The first is the most obvious, and that is simply to up his minutes. Now, the day he rolls his ankle and whatever injury might occur, of course, those extra minutes will take the brunt of the blame. I would assume the Warriors and Curry have an ungodly amount of data of why this number of minutes is ideal for not only his longevity for the season but his career. Considering he just signed the biggest contract in basketball with his recent extension, he is an asset Golden State will not make hasty decisions with. However, the other solution is simply to trim the last 4 minutes of the 1st off. Now, Curry is one of the biggest superstars in the world, not only in the NBA but in all of sports and we can also assume this is the minutes that he wants to play.

Well, it isn’t working number 1 and maybe more importantly, the Warriors never keep big leads they create in the 1st quarter…and I mean never. With their style of play and their high turnover duo in Curry in Draymond, they love to give leads away as much as they like to destroy their opponents’ leads in 3rd quarters. One could argue, that this is not a Warrior’s problem perse but a modern NBA tendency as 1st quarter leads rarely mean anything with regards to the end result of a ball game. Runs are so heavily swayed by the 3 ball these days that 12 points can evaporate in the blink of an eye.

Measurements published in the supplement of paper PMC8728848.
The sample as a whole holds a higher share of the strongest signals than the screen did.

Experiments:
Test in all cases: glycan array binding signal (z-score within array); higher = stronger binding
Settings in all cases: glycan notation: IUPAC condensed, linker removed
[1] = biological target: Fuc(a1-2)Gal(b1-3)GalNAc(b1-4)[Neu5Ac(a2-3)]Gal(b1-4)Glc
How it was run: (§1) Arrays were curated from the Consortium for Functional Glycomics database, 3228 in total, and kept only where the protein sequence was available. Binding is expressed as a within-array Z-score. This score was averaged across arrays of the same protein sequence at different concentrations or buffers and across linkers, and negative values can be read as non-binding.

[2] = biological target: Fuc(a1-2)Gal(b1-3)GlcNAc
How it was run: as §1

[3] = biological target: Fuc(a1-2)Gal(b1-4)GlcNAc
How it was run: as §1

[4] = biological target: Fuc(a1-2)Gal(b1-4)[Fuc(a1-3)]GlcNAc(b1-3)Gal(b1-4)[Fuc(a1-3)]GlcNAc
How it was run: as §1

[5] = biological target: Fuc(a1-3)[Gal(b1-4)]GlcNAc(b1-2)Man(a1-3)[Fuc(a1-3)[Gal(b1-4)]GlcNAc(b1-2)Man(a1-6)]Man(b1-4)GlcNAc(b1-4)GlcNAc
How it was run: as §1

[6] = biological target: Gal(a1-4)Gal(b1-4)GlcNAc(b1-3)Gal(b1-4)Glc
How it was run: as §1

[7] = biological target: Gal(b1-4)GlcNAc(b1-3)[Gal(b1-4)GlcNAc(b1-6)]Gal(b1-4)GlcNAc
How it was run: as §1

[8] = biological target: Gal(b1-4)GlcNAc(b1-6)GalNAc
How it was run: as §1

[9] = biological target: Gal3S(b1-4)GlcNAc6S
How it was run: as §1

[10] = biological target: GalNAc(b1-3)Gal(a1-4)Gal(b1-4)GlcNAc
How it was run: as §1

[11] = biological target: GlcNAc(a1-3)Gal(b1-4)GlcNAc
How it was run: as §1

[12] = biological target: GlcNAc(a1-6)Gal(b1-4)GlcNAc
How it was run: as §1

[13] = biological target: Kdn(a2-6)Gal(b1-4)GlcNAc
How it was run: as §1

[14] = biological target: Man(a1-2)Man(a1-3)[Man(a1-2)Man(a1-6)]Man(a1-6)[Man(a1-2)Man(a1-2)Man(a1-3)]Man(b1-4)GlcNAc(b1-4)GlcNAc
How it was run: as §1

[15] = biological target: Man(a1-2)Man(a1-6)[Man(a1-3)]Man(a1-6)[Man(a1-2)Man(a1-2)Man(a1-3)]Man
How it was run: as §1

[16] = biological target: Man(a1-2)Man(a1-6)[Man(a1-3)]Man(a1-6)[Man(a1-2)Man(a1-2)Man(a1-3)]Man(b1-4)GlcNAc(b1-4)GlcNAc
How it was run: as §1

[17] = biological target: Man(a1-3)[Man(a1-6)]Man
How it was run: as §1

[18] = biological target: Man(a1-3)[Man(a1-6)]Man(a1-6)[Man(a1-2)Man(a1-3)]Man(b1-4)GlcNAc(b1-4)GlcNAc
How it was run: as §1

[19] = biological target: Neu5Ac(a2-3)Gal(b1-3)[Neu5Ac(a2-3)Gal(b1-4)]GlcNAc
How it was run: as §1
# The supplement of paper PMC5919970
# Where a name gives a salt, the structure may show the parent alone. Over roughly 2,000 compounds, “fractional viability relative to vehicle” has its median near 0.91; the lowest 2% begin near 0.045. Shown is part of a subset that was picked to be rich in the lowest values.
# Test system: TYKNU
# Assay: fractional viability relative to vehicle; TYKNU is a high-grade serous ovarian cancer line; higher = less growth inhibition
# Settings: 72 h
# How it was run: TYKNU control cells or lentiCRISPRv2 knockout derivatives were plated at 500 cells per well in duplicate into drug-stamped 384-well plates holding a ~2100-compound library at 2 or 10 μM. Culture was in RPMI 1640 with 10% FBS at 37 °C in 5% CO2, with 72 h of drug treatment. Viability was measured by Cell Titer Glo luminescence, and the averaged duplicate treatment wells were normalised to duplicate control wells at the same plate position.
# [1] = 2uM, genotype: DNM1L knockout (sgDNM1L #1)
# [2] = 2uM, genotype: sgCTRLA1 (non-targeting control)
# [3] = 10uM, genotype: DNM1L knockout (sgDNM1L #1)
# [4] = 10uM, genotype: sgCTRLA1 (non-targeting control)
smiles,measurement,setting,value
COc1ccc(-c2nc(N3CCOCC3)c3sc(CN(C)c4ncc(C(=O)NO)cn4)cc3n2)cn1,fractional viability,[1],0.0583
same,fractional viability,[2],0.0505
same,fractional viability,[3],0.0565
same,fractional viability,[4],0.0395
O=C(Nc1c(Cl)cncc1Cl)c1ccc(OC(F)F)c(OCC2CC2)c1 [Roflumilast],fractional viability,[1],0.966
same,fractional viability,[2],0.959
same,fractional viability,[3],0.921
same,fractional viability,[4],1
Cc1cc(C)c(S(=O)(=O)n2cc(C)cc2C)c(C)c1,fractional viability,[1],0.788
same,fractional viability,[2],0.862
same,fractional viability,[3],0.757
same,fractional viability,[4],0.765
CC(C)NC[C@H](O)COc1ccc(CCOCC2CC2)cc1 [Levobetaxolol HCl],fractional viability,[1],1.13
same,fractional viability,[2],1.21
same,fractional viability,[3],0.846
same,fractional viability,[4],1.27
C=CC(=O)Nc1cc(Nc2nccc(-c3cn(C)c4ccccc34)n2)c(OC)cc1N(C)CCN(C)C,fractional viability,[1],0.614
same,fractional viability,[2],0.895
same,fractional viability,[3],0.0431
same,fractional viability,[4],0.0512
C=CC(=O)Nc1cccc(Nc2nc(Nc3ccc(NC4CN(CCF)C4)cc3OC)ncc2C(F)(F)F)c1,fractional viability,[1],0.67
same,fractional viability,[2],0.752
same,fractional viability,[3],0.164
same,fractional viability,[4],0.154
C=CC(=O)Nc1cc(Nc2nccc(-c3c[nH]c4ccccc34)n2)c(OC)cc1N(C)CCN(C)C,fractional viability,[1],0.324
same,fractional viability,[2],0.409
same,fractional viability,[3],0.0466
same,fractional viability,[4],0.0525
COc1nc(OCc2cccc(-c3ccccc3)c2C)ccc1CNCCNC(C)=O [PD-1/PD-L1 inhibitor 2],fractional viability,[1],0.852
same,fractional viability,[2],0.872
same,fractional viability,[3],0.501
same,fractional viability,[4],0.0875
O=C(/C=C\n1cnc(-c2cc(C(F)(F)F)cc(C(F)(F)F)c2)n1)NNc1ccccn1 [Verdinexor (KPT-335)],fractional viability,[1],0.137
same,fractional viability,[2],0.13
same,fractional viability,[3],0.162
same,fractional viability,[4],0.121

The Warrior’s might be the extreme example of this considering they often look like they prefer going into the half down by a dozen. I would even argue that Curry could play only the first 6 minutes of the 1st and it not have a huge impact on their wins or losses since whatever stats he is putting up in the 1st end up being washed away by halftime. If they simply took him out with 3 minutes remaining in the 1st they would be able to habitually bring him in at the 7-minute mark of the 4th and still have him playing 1 minute less than he currently does now. The problem at the moment is the uncertainty if he will come in at 5 or 7. 5 minutes is already crunch time. The 7-minute mark allows for a handful of possessions for him to take ill-advised (yet for him high success rate) shots with little consequence. He can also treat those first two minutes as an extension of the 3rd where he can bury a team early. The 5-minute mark does not allow for that opportunity. It doesn’t seem like a very difficult solution, because at the moment, the current setup, although likely what Curry wants on paper, his face implies otherwise in the 4th when things get close.